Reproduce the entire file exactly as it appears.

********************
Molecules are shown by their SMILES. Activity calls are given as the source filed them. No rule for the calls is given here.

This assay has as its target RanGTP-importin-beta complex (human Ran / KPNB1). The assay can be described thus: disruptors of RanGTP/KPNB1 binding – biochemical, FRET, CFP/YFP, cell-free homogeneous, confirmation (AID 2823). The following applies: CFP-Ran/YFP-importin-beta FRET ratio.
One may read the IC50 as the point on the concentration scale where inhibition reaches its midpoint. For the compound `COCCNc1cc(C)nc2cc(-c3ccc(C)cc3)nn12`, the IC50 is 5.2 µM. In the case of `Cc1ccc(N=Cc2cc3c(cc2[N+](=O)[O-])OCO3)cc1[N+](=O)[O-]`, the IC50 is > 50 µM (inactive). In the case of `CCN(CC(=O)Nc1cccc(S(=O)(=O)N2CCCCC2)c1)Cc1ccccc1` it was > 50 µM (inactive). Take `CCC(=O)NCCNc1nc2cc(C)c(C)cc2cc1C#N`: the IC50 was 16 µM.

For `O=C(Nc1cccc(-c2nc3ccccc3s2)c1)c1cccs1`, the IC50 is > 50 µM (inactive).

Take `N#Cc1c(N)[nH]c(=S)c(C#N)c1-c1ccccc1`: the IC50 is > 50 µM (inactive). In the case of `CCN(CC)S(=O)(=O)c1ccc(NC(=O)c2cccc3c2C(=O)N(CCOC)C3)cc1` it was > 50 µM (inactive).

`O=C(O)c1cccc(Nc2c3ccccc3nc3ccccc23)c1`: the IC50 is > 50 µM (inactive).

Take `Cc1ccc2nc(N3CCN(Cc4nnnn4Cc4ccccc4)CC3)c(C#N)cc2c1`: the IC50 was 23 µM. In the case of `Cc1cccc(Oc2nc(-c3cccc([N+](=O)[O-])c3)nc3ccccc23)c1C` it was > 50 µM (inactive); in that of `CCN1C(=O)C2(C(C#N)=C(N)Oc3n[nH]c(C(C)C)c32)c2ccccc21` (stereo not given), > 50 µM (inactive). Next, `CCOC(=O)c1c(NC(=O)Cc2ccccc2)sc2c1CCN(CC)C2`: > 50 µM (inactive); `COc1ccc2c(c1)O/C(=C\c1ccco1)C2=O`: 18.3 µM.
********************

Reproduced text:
Molecules are shown by their SMILES. Activity calls are given as the source filed them. No rule for the calls is given here.

This assay has as its target RanGTP-importin-beta complex (human Ran / KPNB1). The assay can be described thus: disruptors of RanGTP/KPNB1 binding – biochemical, FRET, CFP/YFP, cell-free homogeneous, confirmation (AID 2823). The following applies: CFP-Ran/YFP-importin-beta FRET ratio.
One may read the IC50 as the point on the concentration scale where inhibition reaches its midpoint. For the compound `COCCNc1cc(C)nc2cc(-c3ccc(C)cc3)nn12`, the IC50 is 5.2 µM. In the case of `Cc1ccc(N=Cc2cc3c(cc2[N+](=O)[O-])OCO3)cc1[N+](=O)[O-]`, the IC50 is > 50 µM (inactive). In the case of `CCN(CC(=O)Nc1cccc(S(=O)(=O)N2CCCCC2)c1)Cc1ccccc1` it was > 50 µM (inactive). Take `CCC(=O)NCCNc1nc2cc(C)c(C)cc2cc1C#N`: the IC50 was 16 µM.

For `O=C(Nc1cccc(-c2nc3ccccc3s2)c1)c1cccs1`, the IC50 is > 50 µM (inactive).

Take `N#Cc1c(N)[nH]c(=S)c(C#N)c1-c1ccccc1`: the IC50 is > 50 µM (inactive). In the case of `CCN(CC)S(=O)(=O)c1ccc(NC(=O)c2cccc3c2C(=O)N(CCOC)C3)cc1` it was > 50 µM (inactive).

`O=C(O)c1cccc(Nc2c3ccccc3nc3ccccc23)c1`: the IC50 is > 50 µM (inactive).

Take `Cc1ccc2nc(N3CCN(Cc4nnnn4Cc4ccccc4)CC3)c(C#N)cc2c1`: the IC50 was 23 µM. In the case of `Cc1cccc(Oc2nc(-c3cccc([N+](=O)[O-])c3)nc3ccccc23)c1C` it was > 50 µM (inactive); in that of `CCN1C(=O)C2(C(C#N)=C(N)Oc3n[nH]c(C(C)C)c32)c2ccccc21` (stereo not given), > 50 µM (inactive). Next, `CCOC(=O)c1c(NC(=O)Cc2ccccc2)sc2c1CCN(CC)C2`: > 50 µM (inactive); `COc1ccc2c(c1)O/C(=C\c1ccco1)C2=O`: 18.3 µM.